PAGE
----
The symbol I've seen most commonly in mathematical logic statements is also the one which was taught to me in a class called "Discrete Mathematics;" it is something like a sideways number sign or "pound sign" (or "hashtag," as some might call it today). • How do you generate this symbol? Dec 17, 2015 at 23:51
• @Anthony Try \def\contra{\tikz[baseline, x=0.22em, y=0.22em, line width=0.032em]\draw (0,2.83)--(2.83,0) (0.71,3.54)--(3.54,0.71) (0,0.71)--(2.83,3.54) (0.71,0)--(3.54,2.83);} Sep 25, 2016 at 0:05
• This is in Unicode as U+2A33 ("smash product"), and the stix and boisik packages have it as \smashtimes (according to the CLSL). Apr 22 at 18:03

Some of my teachers and I use someone like (Harry Potter's scar) this $\unicode{x21af}$ (LaTex: \unicode{x21af})

• Also had a professor who always used this. Jul 8, 2014 at 17:49
• This is the only contradiction symbol I've been taught with through both gymnasium (high school) and university. So I would say that it is the most common symbol here in Denmark. Only place I've seen other symbols have been in english-language books and on the internet. Mar 5, 2017 at 9:04
• \unicode{x21af} is giving me an undefined control sequence error. Jan 14, 2018 at 7:45
• @qwertz I believe \unicode{} is a XeLaTeX specific command. The package marvosym has a \Lightning command, that works with PDFLateX and LuaLaTeX. Mar 11, 2019 at 17:52
• Also \blitz is suggested in the Comprehensive LaTeX symbols list ctan.org/pkg/comprehensive Mar 11, 2021 at 10:50

I always had used the following notation. At least in my academic environment this one was suggested and used. You can also see these links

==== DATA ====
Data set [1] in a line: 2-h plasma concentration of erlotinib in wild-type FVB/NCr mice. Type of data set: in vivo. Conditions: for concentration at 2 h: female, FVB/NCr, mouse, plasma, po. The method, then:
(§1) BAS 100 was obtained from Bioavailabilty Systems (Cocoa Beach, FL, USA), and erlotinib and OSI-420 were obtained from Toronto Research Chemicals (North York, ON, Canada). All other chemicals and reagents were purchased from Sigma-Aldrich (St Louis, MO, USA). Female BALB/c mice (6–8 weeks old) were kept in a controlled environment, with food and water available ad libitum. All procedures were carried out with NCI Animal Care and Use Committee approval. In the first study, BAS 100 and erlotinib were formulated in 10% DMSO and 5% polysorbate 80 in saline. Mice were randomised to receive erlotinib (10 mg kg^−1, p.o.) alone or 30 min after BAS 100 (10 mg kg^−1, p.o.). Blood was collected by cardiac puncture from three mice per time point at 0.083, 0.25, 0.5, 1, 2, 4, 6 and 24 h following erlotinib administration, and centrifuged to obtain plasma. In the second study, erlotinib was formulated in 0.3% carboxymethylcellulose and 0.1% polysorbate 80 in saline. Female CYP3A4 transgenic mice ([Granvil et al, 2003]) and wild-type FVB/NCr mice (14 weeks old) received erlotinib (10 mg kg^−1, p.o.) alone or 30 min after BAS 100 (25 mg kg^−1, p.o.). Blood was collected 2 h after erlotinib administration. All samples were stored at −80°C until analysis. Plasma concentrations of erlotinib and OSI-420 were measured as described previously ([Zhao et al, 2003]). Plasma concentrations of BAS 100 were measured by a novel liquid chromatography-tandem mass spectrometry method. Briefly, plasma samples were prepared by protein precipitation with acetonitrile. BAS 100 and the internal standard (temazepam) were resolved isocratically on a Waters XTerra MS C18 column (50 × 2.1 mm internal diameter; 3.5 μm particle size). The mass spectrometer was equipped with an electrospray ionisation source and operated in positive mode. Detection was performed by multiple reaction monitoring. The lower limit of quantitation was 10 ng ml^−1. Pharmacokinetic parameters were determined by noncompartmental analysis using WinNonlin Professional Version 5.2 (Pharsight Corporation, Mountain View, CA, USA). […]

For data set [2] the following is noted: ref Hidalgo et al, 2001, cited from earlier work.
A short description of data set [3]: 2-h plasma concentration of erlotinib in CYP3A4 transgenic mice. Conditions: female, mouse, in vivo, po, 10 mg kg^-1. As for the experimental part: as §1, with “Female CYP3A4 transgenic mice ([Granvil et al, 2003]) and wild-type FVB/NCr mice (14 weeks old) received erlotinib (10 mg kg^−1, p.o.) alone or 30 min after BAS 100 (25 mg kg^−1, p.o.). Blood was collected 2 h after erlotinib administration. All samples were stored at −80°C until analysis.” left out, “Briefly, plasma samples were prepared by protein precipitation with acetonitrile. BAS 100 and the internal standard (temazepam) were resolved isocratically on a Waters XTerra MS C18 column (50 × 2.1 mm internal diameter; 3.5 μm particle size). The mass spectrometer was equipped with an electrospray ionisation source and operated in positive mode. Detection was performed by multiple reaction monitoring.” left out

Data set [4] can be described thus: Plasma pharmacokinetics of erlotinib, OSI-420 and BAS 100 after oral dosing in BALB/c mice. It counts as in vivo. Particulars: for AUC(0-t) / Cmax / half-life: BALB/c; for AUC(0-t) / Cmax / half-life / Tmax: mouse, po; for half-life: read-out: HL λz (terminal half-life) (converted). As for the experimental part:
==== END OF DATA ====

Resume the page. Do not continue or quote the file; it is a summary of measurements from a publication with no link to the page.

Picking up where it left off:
• Wikipedia (The part "Symbolic representation").
• TeX (The first page of the section "3 Mathematical symbols").

They both has brought this symbol among symbols that are common for contradiction. About how to type it in TeX with better size, see this link. • This one is my favourite. I've been looking for it, thanks! Feb 2, 2020 at 4:15

An equivalent to \blitza can be found in the package stmaryrd in math mode via \lightning. Here is another option for the rotated pound sign:

\def\contradict
{
\tikz[baseline, x=0.2em, y=0.2em, line width=0.04em]
\draw (0,0) -- ({4*cos(45)},{4*sin(45)})
(-1,1) -- ({-1 + 4*cos(45)},{1 + 4*sin(45)})
(-1,3) -- ({-1 + 4*cos(315)},{3 + 4*sin(315)})
(0,4) -- ({0 + 4*cos(315)},{4 + 4*sin(315)});
}


And, although I have never seen that as a contradiction symbol, I have seen $$\Rightarrow\Leftarrow$$ more often, and use it in my teaching. I generally try to avoid double meaning of symbols so in a class not solely for propositional logic I prefer not to use a perpendicular symbol $$\perp$$ for contradiction.

• I'm not very familiar with tikz but I guess your answer is downvoted not due to the content of your tikz macro but solely due to the format (because you didn't highlight the codes). I edited as such. Feel free to further improve your post and overwrite my edit. I don't know who downvoted and wish that person hadn't. Please don't feel disheartened. Oct 13, 2018 at 7:20

The bottom and top symbols $\bot,\,\top$ respectively denote contradictions and tautologies in model theory. For example, a proof by contradiction that $\sqrt{2}\notin\mathbb{Q}$ can be rewritten as a proof that $\sqrt{2}\in\mathbb{Q}\to\bot$.